Matteo Bernabucci, Min Zhuo
BACKGROUND: Anxiety disorder is a state of mental discomfort while acute anxiety induces an enhancement of vigilance/arousal or increased anxious responses. Most of the previous studies investigated basic mechanisms for acute anxiety, while less information is available for prolonged or repetitive anxiety. RESULTS: In the present study, we wanted to examine possible molecular mechanisms for behavioral anxiety after repeated exposures. Performing a paradigm of five sessions of the elevated plus-maze (EPM), we show that the repeated exposure to the EPM induces a long-lasting anxiety causing a gradual increase of anxiolytic activity, which is maintained for at least 21 days...
May 27, 2016: Molecular Brain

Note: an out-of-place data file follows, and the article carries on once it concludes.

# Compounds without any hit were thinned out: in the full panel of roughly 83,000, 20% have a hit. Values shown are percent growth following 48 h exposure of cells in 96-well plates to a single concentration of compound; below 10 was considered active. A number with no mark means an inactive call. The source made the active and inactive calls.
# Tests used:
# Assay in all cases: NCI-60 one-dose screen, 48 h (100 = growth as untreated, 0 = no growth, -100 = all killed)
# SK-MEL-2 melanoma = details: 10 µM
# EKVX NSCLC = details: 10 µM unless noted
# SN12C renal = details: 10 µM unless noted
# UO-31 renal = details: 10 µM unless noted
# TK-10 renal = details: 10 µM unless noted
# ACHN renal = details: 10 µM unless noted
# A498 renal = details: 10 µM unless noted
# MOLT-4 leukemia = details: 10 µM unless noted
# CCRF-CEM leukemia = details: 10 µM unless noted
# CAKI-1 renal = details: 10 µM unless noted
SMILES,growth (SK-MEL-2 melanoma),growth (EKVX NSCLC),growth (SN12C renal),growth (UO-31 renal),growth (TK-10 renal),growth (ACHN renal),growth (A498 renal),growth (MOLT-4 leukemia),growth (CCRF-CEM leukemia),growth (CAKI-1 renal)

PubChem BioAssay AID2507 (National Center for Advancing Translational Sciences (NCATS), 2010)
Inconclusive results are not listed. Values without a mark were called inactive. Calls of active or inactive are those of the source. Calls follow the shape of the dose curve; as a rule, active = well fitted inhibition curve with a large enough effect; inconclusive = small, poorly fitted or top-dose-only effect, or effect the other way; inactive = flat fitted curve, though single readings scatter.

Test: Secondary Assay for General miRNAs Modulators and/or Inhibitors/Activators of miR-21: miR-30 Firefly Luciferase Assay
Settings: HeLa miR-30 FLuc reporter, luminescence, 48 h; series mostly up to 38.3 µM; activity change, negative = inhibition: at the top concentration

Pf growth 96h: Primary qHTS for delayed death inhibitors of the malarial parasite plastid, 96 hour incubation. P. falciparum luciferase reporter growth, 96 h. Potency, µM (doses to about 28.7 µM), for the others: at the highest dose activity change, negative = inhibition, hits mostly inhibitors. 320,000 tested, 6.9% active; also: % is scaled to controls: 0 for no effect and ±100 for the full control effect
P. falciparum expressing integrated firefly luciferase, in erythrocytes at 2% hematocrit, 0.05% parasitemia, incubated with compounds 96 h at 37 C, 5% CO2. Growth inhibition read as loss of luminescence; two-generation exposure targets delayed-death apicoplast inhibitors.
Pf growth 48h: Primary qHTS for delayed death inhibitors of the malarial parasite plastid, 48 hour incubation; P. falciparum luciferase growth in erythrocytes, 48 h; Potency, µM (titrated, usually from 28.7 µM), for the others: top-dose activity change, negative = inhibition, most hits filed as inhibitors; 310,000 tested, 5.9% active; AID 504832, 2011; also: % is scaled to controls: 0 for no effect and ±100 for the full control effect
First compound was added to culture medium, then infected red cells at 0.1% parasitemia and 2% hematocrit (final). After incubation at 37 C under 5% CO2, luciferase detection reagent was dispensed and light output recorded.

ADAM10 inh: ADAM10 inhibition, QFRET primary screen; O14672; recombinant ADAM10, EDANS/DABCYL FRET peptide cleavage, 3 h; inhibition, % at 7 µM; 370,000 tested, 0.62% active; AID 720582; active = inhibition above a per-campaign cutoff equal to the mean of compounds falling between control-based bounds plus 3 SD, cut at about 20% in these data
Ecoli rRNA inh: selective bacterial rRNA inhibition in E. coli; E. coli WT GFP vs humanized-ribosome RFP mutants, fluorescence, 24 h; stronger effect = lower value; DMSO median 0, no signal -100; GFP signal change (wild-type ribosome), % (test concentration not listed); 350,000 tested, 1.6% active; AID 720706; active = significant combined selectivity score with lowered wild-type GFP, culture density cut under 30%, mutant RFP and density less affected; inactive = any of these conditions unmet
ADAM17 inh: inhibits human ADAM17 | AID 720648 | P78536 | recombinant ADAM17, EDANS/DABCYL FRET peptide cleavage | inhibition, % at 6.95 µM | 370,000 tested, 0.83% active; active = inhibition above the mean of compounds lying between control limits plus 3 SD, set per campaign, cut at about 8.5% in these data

Shuangmei Liu, Lifang Zou, Jinyan Xie, Wei Xie, Shiyao Wen, Qiuyu Xie, Yun Gao, Guilin Li, Chunping Zhang, Changshui Xu, Hong Xu, Bing Wu, Qiulan Lv, Xi Zhang, Shouyu Wang, Yun Xue, Shangdong Liang
BACKGROUND: Long non-protein-coding RNAs (lncRNAs) are involved in the pathological processes of nervous system diseases. NONRATT021972 is an lncRNA. This study explores the effects of lncRNA NONRATT021972 small interference RNA (siRNA) on diabetic neuropathic pain (DNP) mediated by the P2X7 receptor in the rat dorsal root ganglia (DRG). RESULTS: Our results show that NONRATT021972 expression was significantly higher in the DRG of diabetes mellitus (DM) group compared with control group...
April 23, 2016: Molecular Brain
Zhi Dong Zhou, Sushmitha Sathiyamoorthy, Dario C Angeles, Eng King Tan